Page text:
It was in June of last year when we first spoke with reporters about concerns we had about John Swallow and his questionable ethics. He had made claims to a telemarketer, on a recorded call no less, that when he was elected he would be moving the Division of Consumer Protection under his jurisdiction so he could control who was investigated.
Fast forward to August of this year and even more allegations have emerged. But we’re finally seeing some movement as the first meeting of the House Special Investigative Committee was held this week. Unfortunately, it’s going to be a long, long time before the committee makes any headway.
The investigation needs to be thorough and in depth but it also needs to be expedient. Those two things should not be mutually exclusive. Lead Legislative Counsel John Fellows (no, not their “special” counsel) stated that it was not likely that any witnesses would be called before November or December of this year. It is obvious that at this rate, the investigation will proceed well into and quite likely beyond next year’s legislative session. Swallow will, no doubt, be the topic of discussion on the Hill for yet another session.
As it stands now, the House will investigate, we will spend several million dollars and end up with a report of some sort (they refused to allow the committee to make recommendations), then when they acknowledge that all of this has merit, they’ll vote to start all over again with an impeachment investigation. Its like washing your hair — shampoo, rinse, repeat.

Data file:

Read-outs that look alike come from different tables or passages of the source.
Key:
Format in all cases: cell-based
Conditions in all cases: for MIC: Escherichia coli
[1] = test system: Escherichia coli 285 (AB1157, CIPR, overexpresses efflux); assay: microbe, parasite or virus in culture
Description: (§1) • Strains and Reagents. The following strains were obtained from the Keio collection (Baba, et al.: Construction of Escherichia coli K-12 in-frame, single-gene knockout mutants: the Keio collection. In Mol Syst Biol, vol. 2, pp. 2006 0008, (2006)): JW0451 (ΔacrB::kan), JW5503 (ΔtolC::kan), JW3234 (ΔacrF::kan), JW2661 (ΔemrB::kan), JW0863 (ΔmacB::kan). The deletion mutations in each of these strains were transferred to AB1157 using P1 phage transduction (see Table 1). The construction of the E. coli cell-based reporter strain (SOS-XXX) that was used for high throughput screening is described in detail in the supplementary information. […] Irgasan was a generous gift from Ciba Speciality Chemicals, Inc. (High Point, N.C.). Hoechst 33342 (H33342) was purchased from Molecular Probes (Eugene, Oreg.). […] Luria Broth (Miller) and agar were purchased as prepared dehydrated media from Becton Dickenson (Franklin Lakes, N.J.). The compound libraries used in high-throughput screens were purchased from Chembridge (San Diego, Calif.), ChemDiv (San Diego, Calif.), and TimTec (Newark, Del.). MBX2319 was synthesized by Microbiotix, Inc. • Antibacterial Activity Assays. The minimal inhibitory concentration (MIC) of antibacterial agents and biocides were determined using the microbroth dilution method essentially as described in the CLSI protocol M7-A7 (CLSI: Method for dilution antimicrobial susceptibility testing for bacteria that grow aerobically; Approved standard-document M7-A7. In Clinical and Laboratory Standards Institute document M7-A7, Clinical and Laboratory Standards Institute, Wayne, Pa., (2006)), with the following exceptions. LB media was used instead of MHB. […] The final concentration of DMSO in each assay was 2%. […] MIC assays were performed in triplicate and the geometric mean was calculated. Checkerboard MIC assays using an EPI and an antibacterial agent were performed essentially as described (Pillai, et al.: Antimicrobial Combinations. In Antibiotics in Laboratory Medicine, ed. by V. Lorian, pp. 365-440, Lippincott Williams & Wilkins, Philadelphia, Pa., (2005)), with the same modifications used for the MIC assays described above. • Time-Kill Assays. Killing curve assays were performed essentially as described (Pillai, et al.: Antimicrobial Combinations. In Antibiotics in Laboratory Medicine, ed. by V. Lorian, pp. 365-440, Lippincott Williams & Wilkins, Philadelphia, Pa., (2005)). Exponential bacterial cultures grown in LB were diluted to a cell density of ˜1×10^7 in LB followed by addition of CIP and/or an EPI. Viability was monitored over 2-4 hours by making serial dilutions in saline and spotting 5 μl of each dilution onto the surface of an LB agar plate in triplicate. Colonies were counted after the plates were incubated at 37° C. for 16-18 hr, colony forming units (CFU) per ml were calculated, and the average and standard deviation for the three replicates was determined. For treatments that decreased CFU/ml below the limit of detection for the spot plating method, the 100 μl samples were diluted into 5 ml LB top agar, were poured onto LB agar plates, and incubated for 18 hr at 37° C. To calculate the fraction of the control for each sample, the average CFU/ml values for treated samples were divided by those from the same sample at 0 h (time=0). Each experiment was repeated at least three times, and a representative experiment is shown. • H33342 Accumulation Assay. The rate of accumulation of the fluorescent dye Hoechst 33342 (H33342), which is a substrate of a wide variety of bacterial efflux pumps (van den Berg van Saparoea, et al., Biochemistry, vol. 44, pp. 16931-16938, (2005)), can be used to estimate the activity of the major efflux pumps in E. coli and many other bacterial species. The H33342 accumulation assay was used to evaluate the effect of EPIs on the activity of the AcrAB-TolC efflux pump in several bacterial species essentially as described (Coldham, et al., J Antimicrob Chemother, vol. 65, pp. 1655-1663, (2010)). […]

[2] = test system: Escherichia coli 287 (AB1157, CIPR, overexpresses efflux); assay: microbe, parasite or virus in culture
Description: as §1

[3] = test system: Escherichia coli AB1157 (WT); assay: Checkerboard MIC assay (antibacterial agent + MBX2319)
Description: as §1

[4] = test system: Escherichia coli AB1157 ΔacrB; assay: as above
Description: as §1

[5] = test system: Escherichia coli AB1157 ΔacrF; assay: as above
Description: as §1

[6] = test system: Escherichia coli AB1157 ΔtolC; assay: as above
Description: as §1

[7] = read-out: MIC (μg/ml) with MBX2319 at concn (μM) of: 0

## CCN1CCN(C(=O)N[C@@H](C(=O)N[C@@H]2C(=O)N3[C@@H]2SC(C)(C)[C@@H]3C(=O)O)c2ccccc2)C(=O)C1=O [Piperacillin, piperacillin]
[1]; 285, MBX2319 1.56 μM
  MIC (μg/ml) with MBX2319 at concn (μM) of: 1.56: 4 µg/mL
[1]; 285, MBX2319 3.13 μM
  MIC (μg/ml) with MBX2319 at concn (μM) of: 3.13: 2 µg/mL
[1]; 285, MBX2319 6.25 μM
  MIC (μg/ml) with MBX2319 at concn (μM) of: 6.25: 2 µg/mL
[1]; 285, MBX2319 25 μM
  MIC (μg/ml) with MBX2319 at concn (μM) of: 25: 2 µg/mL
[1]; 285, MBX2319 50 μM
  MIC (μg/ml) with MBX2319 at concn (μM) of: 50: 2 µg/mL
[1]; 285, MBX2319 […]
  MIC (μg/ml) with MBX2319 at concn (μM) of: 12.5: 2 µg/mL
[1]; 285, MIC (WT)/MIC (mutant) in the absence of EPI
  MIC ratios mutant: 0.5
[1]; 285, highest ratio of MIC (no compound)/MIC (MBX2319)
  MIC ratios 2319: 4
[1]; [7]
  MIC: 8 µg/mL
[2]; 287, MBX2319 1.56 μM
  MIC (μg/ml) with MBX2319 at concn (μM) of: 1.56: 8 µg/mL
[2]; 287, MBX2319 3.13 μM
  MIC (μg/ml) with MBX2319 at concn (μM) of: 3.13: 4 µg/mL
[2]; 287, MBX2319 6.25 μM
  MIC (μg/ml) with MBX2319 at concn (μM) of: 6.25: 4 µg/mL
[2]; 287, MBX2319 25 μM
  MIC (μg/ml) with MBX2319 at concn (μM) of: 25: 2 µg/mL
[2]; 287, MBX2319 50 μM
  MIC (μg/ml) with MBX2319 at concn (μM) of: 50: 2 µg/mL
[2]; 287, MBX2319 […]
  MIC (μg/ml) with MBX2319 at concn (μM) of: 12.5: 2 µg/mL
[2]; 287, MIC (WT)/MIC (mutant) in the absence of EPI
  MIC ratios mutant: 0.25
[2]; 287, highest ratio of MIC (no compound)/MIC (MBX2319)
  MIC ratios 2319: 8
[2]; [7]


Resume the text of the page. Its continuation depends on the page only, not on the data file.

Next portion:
I realize they are in uncharted waters and there is a lot of process to be determined, but here’s what should have happened:
John Swallow should have done the right thing and resigned, months ago. However, in lieu of resignation, the House should have started impeachment proceedings instead of stopping short with a watered-down investigative committee. Even the Senate has made it clear they would have preferred impeachment.
The slew of allegations just keep piling on and although John Swallow seems to believe that only a full federal conviction should warrant his removal, we beg to differ. He has broken the Code of Professional Conduct–an oath he swore to uphold when he passed the Utah State Bar. He has violated several election laws, and even if they don’t end up resulting in a conviction, they were intentional and show his total lack of integrity. And he’s being investigated by practically everyone but the kid that mows his lawn.
The bottom line? John Swallow is not fit to hold office. The public does not trust him and that distrust is like a rash, spreading to the other attorneys in his office and negatively impacting the public’s view of the office as a whole.